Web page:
Goodbye GRip

I’m losing my GRip.  My GRip ain’t what it used to be.  I just can’t GRip any more.

All these idiotic puns refer to the great Linux application “GRip”.  That stands for Gnome Rip.  Gnome being the popular Linux desktop environment and Rip being what you do to CDs instead of playing them now.

Back when I first started using Linux in 2007, one of the first things I needed to find was a CD ripping application.  This is where I can now go on an indignant rant about the mindset of many Linux programmers.

There is an application for ripping CDs that comes with most modern Linux distros.  It’s called Paranoia (fucking stupid name) and it’s basically just the exposed guts of what a proper CD ripping application should be.  There is no GUI for Paranoia, so most users who aren’t also Linux programmers won’t ever even know it’s there yet alone what it is.  I’m guessing that the average user switching from Windows would think that “Paranoia” was something bad that they need to get rid of.

You can run Paranoia to rip CDs from the command line, which basically means that if you’re an Über Nerd you get to show off a) how fast you can type and b) how many arcane Unix commands you have memorized.  Normal people do not want to do this.

Here, for a counterpoint style argument, is Über Nerd:

(The following text is to be read in a whiny, cracking, annoying, speech-impediment laden and slobbering voice, full of spittle and body odour.)

“But the Command Line is true power!  Only a complete imbecile would want to use a GUI for anything!  (dork chortle)  GUIs slow you down and eat up valuable processor cycles!  Look at my glorious box!  See how I do everything with only the Command Line!  If you don’t want to learn how to use the Command Line, you shouldn’t be using Linux!  Go back to Windoze!  (extended dork chortle followed by coughing fit and rummaging around a cluttered and filthy desk for an asthma inhaler and the sound of an asthma inhaler being French-kissed and sucked-off)”

Sadly, this sentiment seems to be pretty common among Linux programmers.  I do appreciate the hard work they do in getting everything about a computer to work completely from scratch since the early 90s, but I do not want to learn a hole completely new fucking language to use a computer.  This is what memorizing Unix commands is like, and I’m terrible with memorizing languages, or memorizing anything at all.  And I’m sure most computer users do not want to spend the time it takes to become a programmer just to use a fucking computer.

Yet, this is how Über Nerd sees himself:

Saviour of the world of computers.

I’ve gotten pretty badly derailed from my original rambling about GRip, so let’s jump track and get back, Jack.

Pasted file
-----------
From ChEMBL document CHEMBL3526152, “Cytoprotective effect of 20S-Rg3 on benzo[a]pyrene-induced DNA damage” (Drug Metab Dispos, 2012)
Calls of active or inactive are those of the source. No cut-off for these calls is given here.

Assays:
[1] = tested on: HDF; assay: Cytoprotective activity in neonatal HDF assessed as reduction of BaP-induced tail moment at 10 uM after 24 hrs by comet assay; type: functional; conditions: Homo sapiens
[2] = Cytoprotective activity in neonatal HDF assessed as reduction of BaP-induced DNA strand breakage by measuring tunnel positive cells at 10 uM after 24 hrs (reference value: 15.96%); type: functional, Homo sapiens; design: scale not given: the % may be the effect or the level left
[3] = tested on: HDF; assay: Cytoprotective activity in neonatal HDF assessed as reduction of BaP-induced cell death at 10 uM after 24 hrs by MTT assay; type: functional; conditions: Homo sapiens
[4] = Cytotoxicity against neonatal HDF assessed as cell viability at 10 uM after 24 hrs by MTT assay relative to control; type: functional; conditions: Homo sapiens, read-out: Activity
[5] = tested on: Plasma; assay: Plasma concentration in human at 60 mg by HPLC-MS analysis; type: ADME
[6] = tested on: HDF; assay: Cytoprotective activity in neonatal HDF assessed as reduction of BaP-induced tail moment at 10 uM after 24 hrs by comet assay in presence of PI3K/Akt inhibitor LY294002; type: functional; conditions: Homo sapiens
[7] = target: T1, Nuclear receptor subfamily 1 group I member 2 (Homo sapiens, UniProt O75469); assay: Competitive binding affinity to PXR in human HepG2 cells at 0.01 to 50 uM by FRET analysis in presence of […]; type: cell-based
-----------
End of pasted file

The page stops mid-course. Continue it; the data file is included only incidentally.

GRip is a “Front-End” for Paranoia, which basically means that it’s the part that lets you make settings and use the actual software by clicking on a graphical user interface.  Oh my god!  What an idea!

It took me a while to find out about GRip.  The first Linux CD ripper I tried was bloody terrible.  It only let you rip CDs to 128kbps quality, which is shit.  It also didn’t allow you to alter the names of the tracks that it grabbed from CDDB over the interwebs.  I forget what that application is called, which is a shame because I could more accurately mock it and complain about it if I did.

However, GRip served me very well.  It does have a very complicated and inconsistent GUI, but that’s because some programmers tend to forget that not everyone knows where they hid the fucking features the first time they see the application.  But once I got it figured out… solid.

But all good things come to an end.  Today, I found that GRip no longer works properly.  The problem is minor, but it prevents me from changing the names of the tracks that were grabbed from CDDB.  And since GRip is no longer in the Ubuntu repositories for the latest release, I’m guessing it’s no longer being supported.  It’s dead.

After searching in Synaptic, I then discovered another GUI CD ripper called “Ripper X”.  The GUI is much better than what GRip had, but it still suffers from excess amounts of silly.  It’s not the fucking Space Shuttle control panel, it’s an application to copy music.  Sheesh.  But so far I’m impressed.  I can set the quality at 320kbps, I can change the names of the tracks, and I don’t have to worry about the program crashing… so far.  We’ll see how it goes.

If I’m not satisfied with the Linux CD rippers, I can always use dbPowerAmp in Windows.